Components that catches radio waves sailing through the air, a bit like a baseball catcher's mitt, and converts them back into sounds your ears can hear. Radio was first developed in the late-19th century and reached the height of its popularity several decades later. Although radio broadcasting is not quite as popular as it once was, the basic idea of wireless communication remains hugely important: in the last few years, radio has become the heart of new technologies such as wireless Internet, cellphones (mobile phones), and RFID (radio frequency identification) chips. Meanwhile, radio itself has recently gained a new lease of life with the arrival of better-quality digital radio sets.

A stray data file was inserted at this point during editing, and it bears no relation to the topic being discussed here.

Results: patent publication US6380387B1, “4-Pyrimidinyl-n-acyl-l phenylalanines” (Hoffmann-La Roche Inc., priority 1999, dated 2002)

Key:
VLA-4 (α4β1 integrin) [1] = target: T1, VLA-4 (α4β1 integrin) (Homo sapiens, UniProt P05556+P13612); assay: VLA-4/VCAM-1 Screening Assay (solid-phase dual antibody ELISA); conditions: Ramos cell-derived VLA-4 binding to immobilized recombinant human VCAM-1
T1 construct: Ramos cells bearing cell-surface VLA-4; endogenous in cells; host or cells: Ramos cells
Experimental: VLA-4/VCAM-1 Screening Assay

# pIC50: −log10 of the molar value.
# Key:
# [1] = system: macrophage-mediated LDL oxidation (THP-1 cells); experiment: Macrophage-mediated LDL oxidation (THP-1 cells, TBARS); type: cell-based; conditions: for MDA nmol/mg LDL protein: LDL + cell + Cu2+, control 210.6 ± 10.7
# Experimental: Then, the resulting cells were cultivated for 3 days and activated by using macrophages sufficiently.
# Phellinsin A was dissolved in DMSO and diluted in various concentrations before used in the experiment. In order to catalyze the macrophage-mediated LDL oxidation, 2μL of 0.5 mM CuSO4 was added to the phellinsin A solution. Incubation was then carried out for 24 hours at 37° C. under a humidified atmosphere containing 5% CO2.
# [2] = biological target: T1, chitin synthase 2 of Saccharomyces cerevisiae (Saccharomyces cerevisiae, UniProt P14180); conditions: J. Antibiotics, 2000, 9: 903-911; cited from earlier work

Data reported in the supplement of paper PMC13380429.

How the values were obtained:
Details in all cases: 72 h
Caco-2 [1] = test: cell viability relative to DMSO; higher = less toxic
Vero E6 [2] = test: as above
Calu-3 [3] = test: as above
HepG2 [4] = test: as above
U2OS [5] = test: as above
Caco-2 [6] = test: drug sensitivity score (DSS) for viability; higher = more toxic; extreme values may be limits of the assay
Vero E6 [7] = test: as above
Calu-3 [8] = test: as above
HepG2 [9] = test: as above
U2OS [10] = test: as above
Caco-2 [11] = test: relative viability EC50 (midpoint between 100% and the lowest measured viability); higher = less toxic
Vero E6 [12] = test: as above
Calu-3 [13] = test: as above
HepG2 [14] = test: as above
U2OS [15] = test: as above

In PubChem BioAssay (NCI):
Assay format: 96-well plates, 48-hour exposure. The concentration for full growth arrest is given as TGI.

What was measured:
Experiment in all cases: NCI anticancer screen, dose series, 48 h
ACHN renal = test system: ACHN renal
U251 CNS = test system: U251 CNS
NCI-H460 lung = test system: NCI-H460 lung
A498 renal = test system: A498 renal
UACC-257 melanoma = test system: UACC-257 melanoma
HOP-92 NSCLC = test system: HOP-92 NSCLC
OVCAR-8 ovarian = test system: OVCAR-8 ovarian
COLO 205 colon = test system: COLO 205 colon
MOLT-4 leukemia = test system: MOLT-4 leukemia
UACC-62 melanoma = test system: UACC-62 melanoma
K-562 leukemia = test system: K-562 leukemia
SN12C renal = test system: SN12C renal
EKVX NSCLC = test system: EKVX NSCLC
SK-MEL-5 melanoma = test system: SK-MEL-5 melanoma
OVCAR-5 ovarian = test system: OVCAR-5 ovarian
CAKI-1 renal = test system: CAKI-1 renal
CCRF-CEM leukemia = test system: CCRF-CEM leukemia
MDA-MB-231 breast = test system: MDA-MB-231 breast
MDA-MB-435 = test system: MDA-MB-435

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In radio communications, a radio receiver is an electronic device that receives radio waves and converts the information carried by them to a usable form. It is used with an antenna. The antenna intercepts radio waves (electromagnetic waves) and converts them to tiny alternating currents which are applied to the receiver, and the receiver extracts the desired information. The receiver uses electronic filters to separate the desired radio frequency signal from all the other signals picked up by the antenna, an electronic amplifier to increase the power of the signal for further processing, and finally recovers the desired information through demodulation.The information produced by the receiver may be in the form of sound (an audio signal), images (a video signal) or data (a digital signal).
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